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SQL Keywords

Introduction
FROM, SELECT, WHERE, DISTINCT
ORDER BY
AGGREGATE FUNCTIONS
GROUP BY
HAVING
INNER JOIN
LEFT JOIN

Examples

A structured approach to writing queries
Example 1
Example 2
Example 3
Example 4
Example 5
Example 6
DBWP - SQL Tutorial

EXAMPLE 2 : Write a query which returns the full names (last and first name) and the year of birth of all persons born after 1900.

1. Which table(s) contains the information that you need?

In this exercise, we need information about persons and the years in which they were born. Both of these items of information can be found in the the table PERSON. The required information can be found in the columns NAME_FIRST, NAME_LAST and YEAR_OF_BIRTH. For this reason, we can simply write down FROM PERSON.

2. Ar you interested in all the records in this/these table(s)?


It is clear from the question that the query should not return all the persons. The query should only return those persons who were born after 1900. In other words, a person can only be included in the result set on the condition that he or she was born after 1900. To state such a condition, you can use the WHERE command. This command will be used to evaluate certain records. WHERE should be followed by a certain expression. In this exercise, we obviously need to include WHERE YEAR_OF_BIRTH > 1900. For each row in the table, the value that has been entered in the column YEAR_OF_BIRTH will be substituted in the condition. If the resulting expression can be evaluated as true (obviously in the case of years after 1900, e.g. 1910 > 1900), the row will be selected. Otherwise, if the expression is evaluated as FALSE (e.g. 1890 > 1900) the row will be ignored. The WHERE command thus functions as a filter. It only leaves those only those records which share a certain characteristic.

The WHERE section may also contain some more complicated conditions. You can combine any number of criteria using boolean operators such as AND or OR. If you combine AND and OR, you need to use brackets in order to indicate the order in which the conditions should be considered. This is because there no fixed priority rules in SQL. Empty fields (fields which do not contain any value) are referred to as NULL. If you want to exclude records with empty field, you can a statement such as WHERE [name of column] IS NOT NULL. Not that a comparison with NULL should always take place with the IS or the IS NOT operator.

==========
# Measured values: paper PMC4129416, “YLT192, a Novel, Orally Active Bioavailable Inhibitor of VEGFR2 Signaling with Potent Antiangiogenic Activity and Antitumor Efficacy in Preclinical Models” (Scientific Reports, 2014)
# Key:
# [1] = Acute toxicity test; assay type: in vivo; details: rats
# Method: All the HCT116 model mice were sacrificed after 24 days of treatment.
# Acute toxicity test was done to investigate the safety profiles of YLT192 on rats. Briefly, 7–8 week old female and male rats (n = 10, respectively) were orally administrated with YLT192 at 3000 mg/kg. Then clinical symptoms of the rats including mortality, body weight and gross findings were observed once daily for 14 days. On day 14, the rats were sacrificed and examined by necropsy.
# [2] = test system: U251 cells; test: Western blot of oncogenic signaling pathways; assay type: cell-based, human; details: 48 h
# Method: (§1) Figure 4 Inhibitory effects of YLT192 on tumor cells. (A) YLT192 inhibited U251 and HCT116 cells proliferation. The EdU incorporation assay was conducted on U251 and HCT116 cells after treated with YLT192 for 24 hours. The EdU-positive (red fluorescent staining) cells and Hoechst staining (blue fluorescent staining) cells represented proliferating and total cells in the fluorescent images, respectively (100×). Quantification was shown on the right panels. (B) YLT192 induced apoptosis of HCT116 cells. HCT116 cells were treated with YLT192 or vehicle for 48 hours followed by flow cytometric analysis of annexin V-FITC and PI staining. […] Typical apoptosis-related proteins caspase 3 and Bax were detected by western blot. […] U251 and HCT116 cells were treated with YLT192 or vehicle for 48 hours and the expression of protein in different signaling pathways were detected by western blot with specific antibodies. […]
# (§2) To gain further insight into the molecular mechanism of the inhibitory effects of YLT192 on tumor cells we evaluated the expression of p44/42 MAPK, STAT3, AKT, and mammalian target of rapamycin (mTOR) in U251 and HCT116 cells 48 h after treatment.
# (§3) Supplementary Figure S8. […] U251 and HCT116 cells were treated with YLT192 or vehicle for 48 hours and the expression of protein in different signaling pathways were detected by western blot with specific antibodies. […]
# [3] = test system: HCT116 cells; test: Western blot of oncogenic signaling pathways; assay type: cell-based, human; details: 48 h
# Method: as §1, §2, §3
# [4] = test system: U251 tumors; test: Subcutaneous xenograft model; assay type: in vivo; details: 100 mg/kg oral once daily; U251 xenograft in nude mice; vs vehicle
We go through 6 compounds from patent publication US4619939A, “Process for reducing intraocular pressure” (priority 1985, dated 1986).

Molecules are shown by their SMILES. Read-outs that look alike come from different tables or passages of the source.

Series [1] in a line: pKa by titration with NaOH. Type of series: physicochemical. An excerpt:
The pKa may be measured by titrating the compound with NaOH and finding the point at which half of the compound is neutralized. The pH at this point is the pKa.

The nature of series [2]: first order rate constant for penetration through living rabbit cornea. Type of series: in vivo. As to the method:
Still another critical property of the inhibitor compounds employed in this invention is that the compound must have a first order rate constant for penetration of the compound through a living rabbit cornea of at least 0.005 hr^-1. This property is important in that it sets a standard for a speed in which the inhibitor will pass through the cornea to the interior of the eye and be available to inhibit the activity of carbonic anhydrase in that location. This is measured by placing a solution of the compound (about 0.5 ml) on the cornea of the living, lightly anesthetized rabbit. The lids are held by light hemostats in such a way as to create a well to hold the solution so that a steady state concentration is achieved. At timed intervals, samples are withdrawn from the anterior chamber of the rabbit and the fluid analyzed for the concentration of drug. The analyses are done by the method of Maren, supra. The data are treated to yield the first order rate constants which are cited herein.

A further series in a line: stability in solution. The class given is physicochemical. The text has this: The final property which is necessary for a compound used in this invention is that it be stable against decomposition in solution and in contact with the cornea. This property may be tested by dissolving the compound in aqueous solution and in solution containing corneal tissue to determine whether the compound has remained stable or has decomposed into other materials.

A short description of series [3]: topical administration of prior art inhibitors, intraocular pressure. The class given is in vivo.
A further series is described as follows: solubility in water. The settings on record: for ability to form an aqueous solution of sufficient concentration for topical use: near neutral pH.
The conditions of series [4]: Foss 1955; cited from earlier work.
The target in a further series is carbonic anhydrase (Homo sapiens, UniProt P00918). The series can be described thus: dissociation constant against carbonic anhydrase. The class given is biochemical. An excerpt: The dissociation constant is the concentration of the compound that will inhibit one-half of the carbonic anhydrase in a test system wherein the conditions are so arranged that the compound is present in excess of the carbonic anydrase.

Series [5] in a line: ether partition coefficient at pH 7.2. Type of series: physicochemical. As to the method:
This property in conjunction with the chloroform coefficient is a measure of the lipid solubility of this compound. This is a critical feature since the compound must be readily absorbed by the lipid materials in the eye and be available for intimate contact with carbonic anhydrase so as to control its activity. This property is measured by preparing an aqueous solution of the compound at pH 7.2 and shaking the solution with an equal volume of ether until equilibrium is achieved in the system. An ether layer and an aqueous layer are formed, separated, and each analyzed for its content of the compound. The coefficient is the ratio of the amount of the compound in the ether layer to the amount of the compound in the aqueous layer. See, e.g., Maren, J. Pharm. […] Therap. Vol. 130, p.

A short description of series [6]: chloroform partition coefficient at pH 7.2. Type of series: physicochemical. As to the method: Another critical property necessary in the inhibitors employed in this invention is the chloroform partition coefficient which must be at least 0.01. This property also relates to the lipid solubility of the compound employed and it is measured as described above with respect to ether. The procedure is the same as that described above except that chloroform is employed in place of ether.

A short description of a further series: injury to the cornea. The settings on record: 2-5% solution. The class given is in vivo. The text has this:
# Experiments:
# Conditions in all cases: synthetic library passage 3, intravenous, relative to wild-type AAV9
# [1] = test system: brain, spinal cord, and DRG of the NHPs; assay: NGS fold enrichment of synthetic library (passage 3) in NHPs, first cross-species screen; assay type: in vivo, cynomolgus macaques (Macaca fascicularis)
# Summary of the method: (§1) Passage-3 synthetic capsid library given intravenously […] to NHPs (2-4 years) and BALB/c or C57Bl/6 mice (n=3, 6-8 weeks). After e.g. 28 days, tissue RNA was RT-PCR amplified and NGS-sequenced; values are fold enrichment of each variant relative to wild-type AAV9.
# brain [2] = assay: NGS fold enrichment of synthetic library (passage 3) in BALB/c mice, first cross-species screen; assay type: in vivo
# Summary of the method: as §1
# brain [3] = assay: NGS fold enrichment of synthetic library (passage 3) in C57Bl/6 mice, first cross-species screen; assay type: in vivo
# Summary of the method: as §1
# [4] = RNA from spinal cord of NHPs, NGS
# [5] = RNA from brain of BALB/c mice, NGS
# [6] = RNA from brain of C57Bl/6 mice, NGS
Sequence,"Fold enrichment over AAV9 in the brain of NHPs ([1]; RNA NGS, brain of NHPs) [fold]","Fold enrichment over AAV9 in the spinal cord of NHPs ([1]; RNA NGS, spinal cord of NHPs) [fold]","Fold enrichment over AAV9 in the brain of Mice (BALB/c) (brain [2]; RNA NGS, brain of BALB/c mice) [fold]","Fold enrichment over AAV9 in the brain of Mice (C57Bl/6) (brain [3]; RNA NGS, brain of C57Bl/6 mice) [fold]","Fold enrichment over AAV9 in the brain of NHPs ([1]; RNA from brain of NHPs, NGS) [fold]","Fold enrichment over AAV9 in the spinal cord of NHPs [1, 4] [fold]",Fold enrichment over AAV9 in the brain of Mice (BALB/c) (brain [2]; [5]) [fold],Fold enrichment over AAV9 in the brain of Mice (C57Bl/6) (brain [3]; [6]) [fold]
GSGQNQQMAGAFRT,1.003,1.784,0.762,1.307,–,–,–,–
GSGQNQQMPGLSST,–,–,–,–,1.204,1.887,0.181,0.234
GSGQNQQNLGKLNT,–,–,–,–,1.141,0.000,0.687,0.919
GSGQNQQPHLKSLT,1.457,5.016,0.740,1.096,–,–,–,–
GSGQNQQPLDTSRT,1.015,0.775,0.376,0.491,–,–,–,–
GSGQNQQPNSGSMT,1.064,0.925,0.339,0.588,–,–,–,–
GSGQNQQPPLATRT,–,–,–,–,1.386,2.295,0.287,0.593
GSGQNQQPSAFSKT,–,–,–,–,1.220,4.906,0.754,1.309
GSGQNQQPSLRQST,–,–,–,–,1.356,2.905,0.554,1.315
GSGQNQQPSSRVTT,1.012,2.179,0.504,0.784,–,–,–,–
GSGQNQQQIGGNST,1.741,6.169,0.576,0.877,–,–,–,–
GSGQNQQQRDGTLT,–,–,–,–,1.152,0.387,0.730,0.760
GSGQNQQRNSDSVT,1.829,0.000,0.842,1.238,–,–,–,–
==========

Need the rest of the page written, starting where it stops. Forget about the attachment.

In this exercise, the query that we have arrived at at this stage is FROM PERSON WHERE YEAR_OF_BIRTH > 1900


3. Are you interested in the actual contents of the records or in statistical information about the records in the table? If so, do you want to receive one answer for the entire table, or would you like to receive different answers for different types of records?

We are interested in the actual data. The full names of the persons in the table PERSON should appear in the result set.

4. Which columns do you want to see?

The WHERE command can be used to get rid of certain rows in a table, and SELECT can be used to filter the columns. Those columns that you do NOT mention will be deleted from the resulting table. The full names of the persons should appear, so we should select both NAME_FIRST and NAME_LAST. An updated version of the query is SELECT NAME_FIRST, NAME_LAST, YEAR_OF_BIRTH FROM PERSON WHERE YEAR_OF_BIRTH > 1900.

5. Do you want to see duplicate values or are you only interested in different values?

All the records which remain at this stage should be displayed, even if the result set contains duplicate values. It might occasionally be the case that different persons have the same name, but, as they have been given different primary keys, the assumption will be that are different persons.

6. Do the records in the result set need to be sorted in any particular way?
 
No particular order is demanded in this question, so no new keywords need to be added to the query.

 




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